With manufacturing becoming larger and larger—alongside the invention of new technology like 3D printing—more jobs have opened up for students coming out of high school or college and entering the manufacturing field.
But as we regularly discuss, manufacturing organizations recognize that a lot of younger employees are holding back from studying STEM and applying for manufacturing jobs. Luckily, there are many organizations out there today (like us here at NeMAC!) that have taken it upon themselves to help get students interested in manufacturing and STEM.
One fascinating organization is the National Tooling and Machining Association’s National Robotics League (NRL). The NTMA created the NRL to garner a new group of students and introduce them to today’s advanced skills and technology of manufacturing. These robotics events take place across the world and across schools in Nebraska, even middle schools.
The NRL combines competitors, industry sponsors, and educational advisors to unite to manufacture a robot combatant and create an understanding of the world of science, technology, and manufacturing.
Another robotics league known as the First Robotics Competition (FRC) thrives off the celebration of science and technology in the field of robotics. Much like the NRL, FRC organizes competitions throughout the United States so students can go head to head with one another. But unlike the NRL, FRC reaches to age groups as small as third grade and kindergarten. FRC is a mentor-based program, too, which helps not only build science, engineering, and technology skills but also well-rounded capabilities like self-confidence and leadership.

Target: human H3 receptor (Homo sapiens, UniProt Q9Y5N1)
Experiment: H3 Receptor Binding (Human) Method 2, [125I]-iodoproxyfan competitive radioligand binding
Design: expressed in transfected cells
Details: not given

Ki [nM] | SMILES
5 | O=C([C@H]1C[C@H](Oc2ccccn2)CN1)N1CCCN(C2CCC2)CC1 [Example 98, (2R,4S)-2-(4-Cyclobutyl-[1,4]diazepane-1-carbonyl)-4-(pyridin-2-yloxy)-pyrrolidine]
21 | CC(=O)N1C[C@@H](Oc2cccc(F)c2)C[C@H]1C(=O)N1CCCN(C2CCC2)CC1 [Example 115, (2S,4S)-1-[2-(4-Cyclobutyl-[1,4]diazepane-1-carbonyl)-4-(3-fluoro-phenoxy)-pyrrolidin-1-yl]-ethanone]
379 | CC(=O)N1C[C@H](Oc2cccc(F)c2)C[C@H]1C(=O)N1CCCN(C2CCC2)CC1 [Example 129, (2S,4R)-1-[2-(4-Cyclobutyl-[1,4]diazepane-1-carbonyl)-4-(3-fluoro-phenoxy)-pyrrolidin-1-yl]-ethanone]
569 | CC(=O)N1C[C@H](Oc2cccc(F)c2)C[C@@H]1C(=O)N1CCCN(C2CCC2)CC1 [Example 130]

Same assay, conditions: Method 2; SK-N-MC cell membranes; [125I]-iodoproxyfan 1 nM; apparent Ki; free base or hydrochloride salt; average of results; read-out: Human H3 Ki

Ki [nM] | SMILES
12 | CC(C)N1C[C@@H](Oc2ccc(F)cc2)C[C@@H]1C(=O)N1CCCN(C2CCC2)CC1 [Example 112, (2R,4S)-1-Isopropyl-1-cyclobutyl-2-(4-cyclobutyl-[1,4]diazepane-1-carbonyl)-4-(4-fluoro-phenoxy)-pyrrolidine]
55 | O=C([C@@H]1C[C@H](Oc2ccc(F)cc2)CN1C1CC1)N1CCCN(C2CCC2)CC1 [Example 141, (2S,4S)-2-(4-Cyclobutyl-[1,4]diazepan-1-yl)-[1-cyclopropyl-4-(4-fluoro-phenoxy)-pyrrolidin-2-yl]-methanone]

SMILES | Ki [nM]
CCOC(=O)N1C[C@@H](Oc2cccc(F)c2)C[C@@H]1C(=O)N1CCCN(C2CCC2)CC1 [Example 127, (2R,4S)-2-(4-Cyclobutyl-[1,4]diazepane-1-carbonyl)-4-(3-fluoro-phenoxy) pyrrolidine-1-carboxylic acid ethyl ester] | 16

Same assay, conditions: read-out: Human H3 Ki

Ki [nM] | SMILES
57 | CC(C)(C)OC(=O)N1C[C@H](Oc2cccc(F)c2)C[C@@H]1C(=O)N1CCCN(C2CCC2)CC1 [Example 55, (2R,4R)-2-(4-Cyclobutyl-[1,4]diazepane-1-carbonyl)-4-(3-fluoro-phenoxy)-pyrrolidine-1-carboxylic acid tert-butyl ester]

Finally, Project Lead The Way (PLTW) is a non-profit organization out of Indianapolis. PLTW, which we’ve discussed here on our blog before, generates hands-on projects based in science, technology, math, and engineering for middle and high schools across the United States.
PLTW has over 4,200 schools across the nation that offers PLTW classes. The University of Nebraska-Lincoln joined PLTW in 2006. The College of Engineering at the University of Nebraska-Lincoln prides itself on its unique role as the only intellectual and cultural resource for engineering and technology, research, and outreach in Nebraska.
These three organizations have expanded across the nation, intent on getting the younger generation interested in not only science and technology, but also manufacturing. Collectively, their goals are the same–to teach younger students the importance of manufacturing but in a fun and understandable way.
As we’ve seen, manufacturing today isn’t dead—in fact, it’s far from it. And organizations like these—which we certainly encourage students to get involved in—are changing and evolving to help fit future job needs. Who would’ve ever thought that robotics would be such a powerful educational force?